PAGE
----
Pub Date: Feb. 3, 2015
Page Count: 448
Publisher: St. Martin's
Review Posted Online: Nov. 19, 2014
Kirkus Reviews Issue: Dec. 1, 2014
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by Madeline Miller ‧ RELEASE DATE: April 10, 2018
Miller makes Homer pertinent to women facing 21st-century monsters.
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New York Times Bestseller
A retelling of ancient Greek lore gives exhilarating voice to a witch.
“Monsters are a boon for gods. Imagine all the prayers.” So says Circe, a sly, petulant, and finally commanding voice that narrates the entirety of Miller’s dazzling second novel. The writer returns to Homer, the wellspring that led her to an Orange Prize for The Song of Achilles (2012). This time, she dips into The Odyssey for the legend of Circe, a nymph who turns Odysseus’ crew of men into pigs. The novel, with its distinctive feminist tang, starts with the sentence: “When I was born, the name for what I was did not exist.” Readers will relish following the puzzle of this unpromising daughter of the sun god Helios and his wife, Perse, who had negligible use for their child. It takes banishment to the island Aeaea for Circe to sense her calling as a sorceress: “I will not be like a bird bred in a cage, I thought, too dull to fly even when the door stands open. I stepped into those woods and my life began.” This lonely, scorned figure learns herbs and potions, surrounds herself with lions, and, in a heart-stopping chapter, outwits the monster Scylla to propel Daedalus and his boat to safety. She makes lovers of Hermes and then two mortal men. She midwifes the birth of the Minotaur on Crete and performs her own C-section. And as she grows in power, she muses that “not even Odysseus could talk his way past [her] witchcraft. He had talked his way past the witch instead.” Circe’s fascination with mortals becomes the book’s marrow and delivers its thrilling ending. All the while, the supernatural sits intriguingly alongside “the tonic of ordinary things.” A few passages coil toward melodrama, and one inelegant line after a rape seems jarringly modern, but the spell holds fast. Expect Miller’s readership to mushroom like one of Circe’s spells.Miller makes Homer pertinent to women facing 21st-century monsters.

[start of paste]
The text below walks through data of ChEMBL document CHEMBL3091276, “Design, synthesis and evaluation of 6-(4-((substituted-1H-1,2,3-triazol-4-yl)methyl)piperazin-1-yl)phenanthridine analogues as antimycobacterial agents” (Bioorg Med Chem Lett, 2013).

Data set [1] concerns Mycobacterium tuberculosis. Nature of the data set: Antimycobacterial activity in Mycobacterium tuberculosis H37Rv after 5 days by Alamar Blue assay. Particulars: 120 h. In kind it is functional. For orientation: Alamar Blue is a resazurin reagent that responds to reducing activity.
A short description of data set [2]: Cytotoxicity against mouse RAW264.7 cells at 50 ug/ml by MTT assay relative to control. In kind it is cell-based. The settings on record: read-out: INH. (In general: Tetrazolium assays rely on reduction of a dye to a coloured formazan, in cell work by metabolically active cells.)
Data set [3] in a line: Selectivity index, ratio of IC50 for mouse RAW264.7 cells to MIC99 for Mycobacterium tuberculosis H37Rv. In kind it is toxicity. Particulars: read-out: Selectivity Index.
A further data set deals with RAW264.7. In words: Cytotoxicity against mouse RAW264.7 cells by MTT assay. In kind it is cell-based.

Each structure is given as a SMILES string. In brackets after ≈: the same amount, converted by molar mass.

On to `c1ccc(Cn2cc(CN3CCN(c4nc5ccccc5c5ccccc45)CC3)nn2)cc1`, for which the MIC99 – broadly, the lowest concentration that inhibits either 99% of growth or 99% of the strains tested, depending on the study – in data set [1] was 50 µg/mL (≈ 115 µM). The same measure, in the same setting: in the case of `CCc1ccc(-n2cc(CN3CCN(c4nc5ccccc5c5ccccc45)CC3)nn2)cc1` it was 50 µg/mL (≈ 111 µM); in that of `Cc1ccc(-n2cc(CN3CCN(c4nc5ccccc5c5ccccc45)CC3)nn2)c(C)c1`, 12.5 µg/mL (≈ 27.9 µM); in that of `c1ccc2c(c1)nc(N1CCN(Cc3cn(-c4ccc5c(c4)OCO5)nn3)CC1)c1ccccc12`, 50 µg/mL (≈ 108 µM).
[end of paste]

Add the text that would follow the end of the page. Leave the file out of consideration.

Pub Date: April 10, 2018
Page Count: 400
Publisher: Little, Brown
Review Posted Online: Jan. 22, 2018
Kirkus Reviews Issue: Feb. 1, 2018